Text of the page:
The tricky thing about hypertension is that it usually doesn’t show any symptoms, sometimes not even in its most advanced stages. However, hypertension can easily be diagnosed through a simple and non-invasive test, and can be kept under control through medication and lifestyle changes. But there are situations where hypertension is resistant to treatment.
Resistant hypertension: Diagnosis and management
There are cases where a person could have mere pseudoresistant hypertension, so carefully examining the patient for resistant hypertension is required to make sure that the right form of medical approach is taken.
In order to diagnose pseudoresistant hypertension accurately, doctors need to consider the following:
- The patient could have white coat hypertension, which is elevated blood pressure caused by the medical exam itself.
- Patients could also be resistant to the specific medications given to treat hypertension. In this case, doctors can choose to prescribe other medication to try and treat hypertension.
- Sometimes, external factors can lead to elevated blood pressure during the time of measuring. Otherwise, the patient’s blood pressure is within the normal limits. Misreadings can happen for various reasons: the patient has recently exercised, consumed alcohol, is under a lot of stress, or the blood pressure measuring technique is poor.
- Patient could also be intolerant to certain hypertensive meds.
Testing a patient’s adherence to medication can be done by taking a urine sample after the meds were taken, in order to determine the drug’s metabolites. Once resistant hypertension has been diagnosed, doctors will add a fourth medication to the line of treatment.
Doctors may choose to perform a series of tests in order to properly diagnose resistant hypertension:
- Measuring blood pressure through a calibrated monitor for better accuracy.
- Tests which help identify if the patient is suffering from another medical condition that could lead to secondary hypertension.
- Tests which can help doctors see if there is any organ damage as a result of elevated blood pressure. These include: electrocardiograms and echocardiograms (for measuring heart size, rhythm, and function), eye exams (which help track potentially damaged blood vessels in the eyes), urine analysis (to see if there is any kidney damage), chest X-rays, and even blood tests (for spotting rare genetic disorders).
Resistant hypertension: Causes
Studies have shown that almost 25 percent of the people who have been diagnosed with resistant hypertension were able to get to the root of the problem. Hypertension can have either essential or secondary causes, and the latter category includes elevated blood pressure that has an identifiable source.
Secondary hypertension can be kept under control as long as the problem that caused it is the first one to be treated. Primary (or essential) hypertension doesn’t have a medical cause, so the treatment is pretty generic and will focus on lifestyle improvements and high blood pressure medication.
Secondary resistant hypertension can be caused by any of the following structural disorders:
- Sleep apnea is a common sleep disorder characterized by shortness of breath that can last for a few seconds and can lead to elevated blood pressure.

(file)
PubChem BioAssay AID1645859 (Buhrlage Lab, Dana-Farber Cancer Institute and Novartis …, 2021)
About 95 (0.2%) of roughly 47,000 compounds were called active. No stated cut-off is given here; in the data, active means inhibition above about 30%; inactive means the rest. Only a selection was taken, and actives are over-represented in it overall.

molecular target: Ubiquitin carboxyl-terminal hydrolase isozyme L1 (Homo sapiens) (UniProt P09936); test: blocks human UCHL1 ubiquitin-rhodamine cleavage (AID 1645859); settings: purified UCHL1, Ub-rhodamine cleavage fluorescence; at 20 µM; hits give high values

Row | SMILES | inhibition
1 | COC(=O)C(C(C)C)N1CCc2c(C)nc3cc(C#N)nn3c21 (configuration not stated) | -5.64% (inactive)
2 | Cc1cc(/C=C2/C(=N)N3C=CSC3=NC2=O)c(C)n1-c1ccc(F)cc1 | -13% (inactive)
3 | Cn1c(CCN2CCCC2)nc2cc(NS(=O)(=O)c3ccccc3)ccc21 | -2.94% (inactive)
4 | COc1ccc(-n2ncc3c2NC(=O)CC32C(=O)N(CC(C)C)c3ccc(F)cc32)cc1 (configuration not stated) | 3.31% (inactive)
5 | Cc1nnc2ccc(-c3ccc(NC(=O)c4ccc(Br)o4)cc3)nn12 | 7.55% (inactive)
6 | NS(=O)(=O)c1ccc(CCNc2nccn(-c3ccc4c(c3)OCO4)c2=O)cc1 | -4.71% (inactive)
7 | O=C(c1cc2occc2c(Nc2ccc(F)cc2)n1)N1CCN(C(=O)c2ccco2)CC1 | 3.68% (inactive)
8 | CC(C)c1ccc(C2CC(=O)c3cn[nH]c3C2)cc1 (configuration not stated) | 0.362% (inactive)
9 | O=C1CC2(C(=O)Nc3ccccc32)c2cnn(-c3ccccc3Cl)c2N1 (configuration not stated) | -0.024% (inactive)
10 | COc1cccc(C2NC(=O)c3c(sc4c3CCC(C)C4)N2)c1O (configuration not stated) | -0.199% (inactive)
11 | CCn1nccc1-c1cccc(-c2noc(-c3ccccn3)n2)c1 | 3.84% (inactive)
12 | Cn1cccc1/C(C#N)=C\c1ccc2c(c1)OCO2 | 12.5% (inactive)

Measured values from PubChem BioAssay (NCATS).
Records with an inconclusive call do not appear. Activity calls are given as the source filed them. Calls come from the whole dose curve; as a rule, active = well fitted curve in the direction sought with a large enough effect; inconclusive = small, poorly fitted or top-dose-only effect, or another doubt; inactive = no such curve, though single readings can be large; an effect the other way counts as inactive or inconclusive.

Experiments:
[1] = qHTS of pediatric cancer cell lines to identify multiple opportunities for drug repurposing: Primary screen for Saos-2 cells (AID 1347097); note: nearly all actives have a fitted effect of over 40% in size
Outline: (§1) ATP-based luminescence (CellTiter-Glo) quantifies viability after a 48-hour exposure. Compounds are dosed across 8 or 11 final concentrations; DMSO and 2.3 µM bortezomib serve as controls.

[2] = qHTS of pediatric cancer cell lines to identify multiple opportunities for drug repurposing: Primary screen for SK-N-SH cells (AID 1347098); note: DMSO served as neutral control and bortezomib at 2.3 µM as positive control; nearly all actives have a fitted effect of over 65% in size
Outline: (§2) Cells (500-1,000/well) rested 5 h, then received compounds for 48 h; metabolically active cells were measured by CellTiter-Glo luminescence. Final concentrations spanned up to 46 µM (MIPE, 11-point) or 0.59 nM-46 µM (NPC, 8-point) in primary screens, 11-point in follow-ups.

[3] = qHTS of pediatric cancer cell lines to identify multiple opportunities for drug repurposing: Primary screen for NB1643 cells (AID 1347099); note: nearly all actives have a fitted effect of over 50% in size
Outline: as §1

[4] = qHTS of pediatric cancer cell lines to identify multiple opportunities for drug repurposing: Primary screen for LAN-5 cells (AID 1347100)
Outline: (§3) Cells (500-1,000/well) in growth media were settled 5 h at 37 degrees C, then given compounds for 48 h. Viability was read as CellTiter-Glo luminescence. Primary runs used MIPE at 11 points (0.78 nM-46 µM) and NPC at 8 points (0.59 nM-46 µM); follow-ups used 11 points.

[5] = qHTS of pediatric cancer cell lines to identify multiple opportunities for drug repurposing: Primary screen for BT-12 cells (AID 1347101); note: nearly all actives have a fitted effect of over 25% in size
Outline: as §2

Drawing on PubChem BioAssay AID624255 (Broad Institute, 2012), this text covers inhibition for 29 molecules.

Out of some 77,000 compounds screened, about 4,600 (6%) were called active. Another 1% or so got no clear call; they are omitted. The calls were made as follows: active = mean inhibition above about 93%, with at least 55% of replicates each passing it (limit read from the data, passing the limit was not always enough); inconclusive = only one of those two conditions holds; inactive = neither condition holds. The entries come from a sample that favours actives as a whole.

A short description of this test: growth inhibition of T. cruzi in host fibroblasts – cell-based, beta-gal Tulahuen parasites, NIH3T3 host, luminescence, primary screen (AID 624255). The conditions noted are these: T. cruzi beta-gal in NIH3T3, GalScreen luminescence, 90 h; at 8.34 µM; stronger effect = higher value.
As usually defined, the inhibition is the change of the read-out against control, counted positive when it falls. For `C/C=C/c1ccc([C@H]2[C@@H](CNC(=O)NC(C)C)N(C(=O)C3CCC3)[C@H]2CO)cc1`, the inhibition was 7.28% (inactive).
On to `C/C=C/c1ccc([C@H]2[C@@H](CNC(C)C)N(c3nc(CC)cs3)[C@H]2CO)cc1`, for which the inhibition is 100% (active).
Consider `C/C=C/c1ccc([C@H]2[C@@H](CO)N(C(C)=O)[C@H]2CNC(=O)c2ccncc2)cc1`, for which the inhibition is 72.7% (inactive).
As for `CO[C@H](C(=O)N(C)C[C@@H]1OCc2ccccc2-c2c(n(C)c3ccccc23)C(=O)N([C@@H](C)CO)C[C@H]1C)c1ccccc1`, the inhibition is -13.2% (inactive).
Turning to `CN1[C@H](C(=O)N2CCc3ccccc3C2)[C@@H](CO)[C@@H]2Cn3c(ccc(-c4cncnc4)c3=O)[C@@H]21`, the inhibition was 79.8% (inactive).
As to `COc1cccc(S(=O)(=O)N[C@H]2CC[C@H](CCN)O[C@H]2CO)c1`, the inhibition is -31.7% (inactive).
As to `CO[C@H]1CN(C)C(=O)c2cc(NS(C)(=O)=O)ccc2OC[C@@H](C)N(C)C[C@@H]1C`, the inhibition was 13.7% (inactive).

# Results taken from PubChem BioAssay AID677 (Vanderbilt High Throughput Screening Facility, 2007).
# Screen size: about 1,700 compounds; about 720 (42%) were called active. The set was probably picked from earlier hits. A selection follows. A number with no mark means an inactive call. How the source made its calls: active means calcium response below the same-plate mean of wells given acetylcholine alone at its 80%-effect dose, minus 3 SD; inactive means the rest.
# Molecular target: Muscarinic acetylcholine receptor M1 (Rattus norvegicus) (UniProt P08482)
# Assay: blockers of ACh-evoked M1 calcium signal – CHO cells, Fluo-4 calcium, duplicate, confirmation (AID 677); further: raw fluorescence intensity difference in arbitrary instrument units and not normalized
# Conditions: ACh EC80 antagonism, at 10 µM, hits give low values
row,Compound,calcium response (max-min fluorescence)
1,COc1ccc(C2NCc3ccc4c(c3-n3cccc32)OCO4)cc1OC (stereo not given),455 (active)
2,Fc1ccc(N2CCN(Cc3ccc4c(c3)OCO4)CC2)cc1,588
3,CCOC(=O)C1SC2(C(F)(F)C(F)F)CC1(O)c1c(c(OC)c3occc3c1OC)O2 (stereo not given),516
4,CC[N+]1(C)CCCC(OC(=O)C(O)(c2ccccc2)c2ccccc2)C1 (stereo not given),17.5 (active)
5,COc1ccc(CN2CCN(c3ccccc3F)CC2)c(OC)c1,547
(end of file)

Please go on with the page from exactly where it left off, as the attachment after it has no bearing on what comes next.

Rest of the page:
- Kidney hypertension, also known as renal artery stenosis, can cause the blood supply artery to the kidney to become narrow.
- Similar to the condition described above, there could also be a narrowing in the aorta that transports blood from the heart to other body parts.
Hormonal disorders have also been linked to severe and resistant hypertension:
- Cushing’s disease, which is caused by a pituitary gland tumor, amplifying the release of a hormone called cortisol.
- Primary aldosteronism, which is a condition that leads to elevated blood pressure as a result of an adrenal gland disorder.
- Both hypothyroidism and hyperthyroidism can raise blood pressure.
Lifestyle factors that contribute to resistant hypertension
Since resistant hypertension is a severe form of high blood pressure, it’s important to consider making the lifestyle changes that are often associated with this kind of medical problem.
- Obesity is a condition often linked with resistant hypertension. A lot of complexity lies behind resistant hypertension induced by obesity, but some of the mechanisms include elevated nervous system activity and impaired sodium excretion.
- A high intake of salt can also influence resistant hypertension in two ways: either by elevating the blood pressure directly, or by counteracting the effects of antihypertensive medication.
- Alcohol and hypertension are strongly linked to one another, as the former can greatly increase the odds of elevated blood pressure.
Naturally, the best thing to do is to avoid consuming alcohol, large quantities of salt, and lose a few pounds if you are overweight. These recommendations aren’t just for people who suffer from resistant hypertension, but also for those who have elevated blood pressure.
It’s best to work with a doctor who is already aware of the evolution of your high blood pressure, because they know what type of medication you respond to, as well as which type of treatment to avoid.
Keeping blood pressure under control is in direct correlation with your lifestyle habits. Assuming that you can take medication to keep blood pressure under control while not ceasing bad dietary habits and desisting of a sedentary lifestyle is a wrong assumption. Even if you’re taking the most efficient resistant hypertension medication, it’s still very important to adjust your diet accordingly, and exercise to avoid obesity.